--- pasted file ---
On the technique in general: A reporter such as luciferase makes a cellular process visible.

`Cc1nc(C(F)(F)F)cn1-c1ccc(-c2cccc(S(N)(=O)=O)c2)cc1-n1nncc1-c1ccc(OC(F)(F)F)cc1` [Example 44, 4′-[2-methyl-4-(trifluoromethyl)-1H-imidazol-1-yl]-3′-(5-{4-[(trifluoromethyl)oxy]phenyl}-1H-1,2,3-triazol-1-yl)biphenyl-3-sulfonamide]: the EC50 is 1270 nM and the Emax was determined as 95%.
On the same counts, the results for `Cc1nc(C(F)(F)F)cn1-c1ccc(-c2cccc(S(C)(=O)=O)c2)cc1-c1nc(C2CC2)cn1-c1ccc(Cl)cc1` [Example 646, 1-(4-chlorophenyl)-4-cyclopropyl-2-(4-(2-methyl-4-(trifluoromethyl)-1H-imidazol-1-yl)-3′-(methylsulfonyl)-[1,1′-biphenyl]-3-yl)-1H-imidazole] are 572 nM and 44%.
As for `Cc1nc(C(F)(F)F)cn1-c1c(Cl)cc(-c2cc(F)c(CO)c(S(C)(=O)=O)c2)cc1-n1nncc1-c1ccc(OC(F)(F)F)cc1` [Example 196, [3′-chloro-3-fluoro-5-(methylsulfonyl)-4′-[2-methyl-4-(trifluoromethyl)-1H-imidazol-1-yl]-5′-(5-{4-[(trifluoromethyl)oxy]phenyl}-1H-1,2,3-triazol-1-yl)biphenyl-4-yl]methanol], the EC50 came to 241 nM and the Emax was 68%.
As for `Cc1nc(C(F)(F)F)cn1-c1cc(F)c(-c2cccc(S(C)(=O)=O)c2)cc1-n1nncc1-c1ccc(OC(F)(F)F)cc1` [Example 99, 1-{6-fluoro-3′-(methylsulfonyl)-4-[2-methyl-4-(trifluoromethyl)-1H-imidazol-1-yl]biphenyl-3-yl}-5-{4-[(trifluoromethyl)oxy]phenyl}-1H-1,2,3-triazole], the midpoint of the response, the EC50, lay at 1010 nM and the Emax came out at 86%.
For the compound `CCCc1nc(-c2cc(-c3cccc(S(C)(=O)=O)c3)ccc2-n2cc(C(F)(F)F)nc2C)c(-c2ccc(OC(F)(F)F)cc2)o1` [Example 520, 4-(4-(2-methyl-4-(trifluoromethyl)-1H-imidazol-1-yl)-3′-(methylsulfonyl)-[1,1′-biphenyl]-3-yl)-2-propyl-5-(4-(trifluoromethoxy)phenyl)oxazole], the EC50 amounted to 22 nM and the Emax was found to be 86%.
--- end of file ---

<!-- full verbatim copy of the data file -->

On the technique in general: A reporter such as luciferase makes a cellular process visible.

`Cc1nc(C(F)(F)F)cn1-c1ccc(-c2cccc(S(N)(=O)=O)c2)cc1-n1nncc1-c1ccc(OC(F)(F)F)cc1` [Example 44, 4′-[2-methyl-4-(trifluoromethyl)-1H-imidazol-1-yl]-3′-(5-{4-[(trifluoromethyl)oxy]phenyl}-1H-1,2,3-triazol-1-yl)biphenyl-3-sulfonamide]: the EC50 is 1270 nM and the Emax was determined as 95%.
On the same counts, the results for `Cc1nc(C(F)(F)F)cn1-c1ccc(-c2cccc(S(C)(=O)=O)c2)cc1-c1nc(C2CC2)cn1-c1ccc(Cl)cc1` [Example 646, 1-(4-chlorophenyl)-4-cyclopropyl-2-(4-(2-methyl-4-(trifluoromethyl)-1H-imidazol-1-yl)-3′-(methylsulfonyl)-[1,1′-biphenyl]-3-yl)-1H-imidazole] are 572 nM and 44%.
As for `Cc1nc(C(F)(F)F)cn1-c1c(Cl)cc(-c2cc(F)c(CO)c(S(C)(=O)=O)c2)cc1-n1nncc1-c1ccc(OC(F)(F)F)cc1` [Example 196, [3′-chloro-3-fluoro-5-(methylsulfonyl)-4′-[2-methyl-4-(trifluoromethyl)-1H-imidazol-1-yl]-5′-(5-{4-[(trifluoromethyl)oxy]phenyl}-1H-1,2,3-triazol-1-yl)biphenyl-4-yl]methanol], the EC50 came to 241 nM and the Emax was 68%.
As for `Cc1nc(C(F)(F)F)cn1-c1cc(F)c(-c2cccc(S(C)(=O)=O)c2)cc1-n1nncc1-c1ccc(OC(F)(F)F)cc1` [Example 99, 1-{6-fluoro-3′-(methylsulfonyl)-4-[2-methyl-4-(trifluoromethyl)-1H-imidazol-1-yl]biphenyl-3-yl}-5-{4-[(trifluoromethyl)oxy]phenyl}-1H-1,2,3-triazole], the midpoint of the response, the EC50, lay at 1010 nM and the Emax came out at 86%.
For the compound `CCCc1nc(-c2cc(-c3cccc(S(C)(=O)=O)c3)ccc2-n2cc(C(F)(F)F)nc2C)c(-c2ccc(OC(F)(F)F)cc2)o1` [Example 520, 4-(4-(2-methyl-4-(trifluoromethyl)-1H-imidazol-1-yl)-3′-(methylsulfonyl)-[1,1′-biphenyl]-3-yl)-2-propyl-5-(4-(trifluoromethoxy)phenyl)oxazole], the EC50 amounted to 22 nM and the Emax was found to be 86%.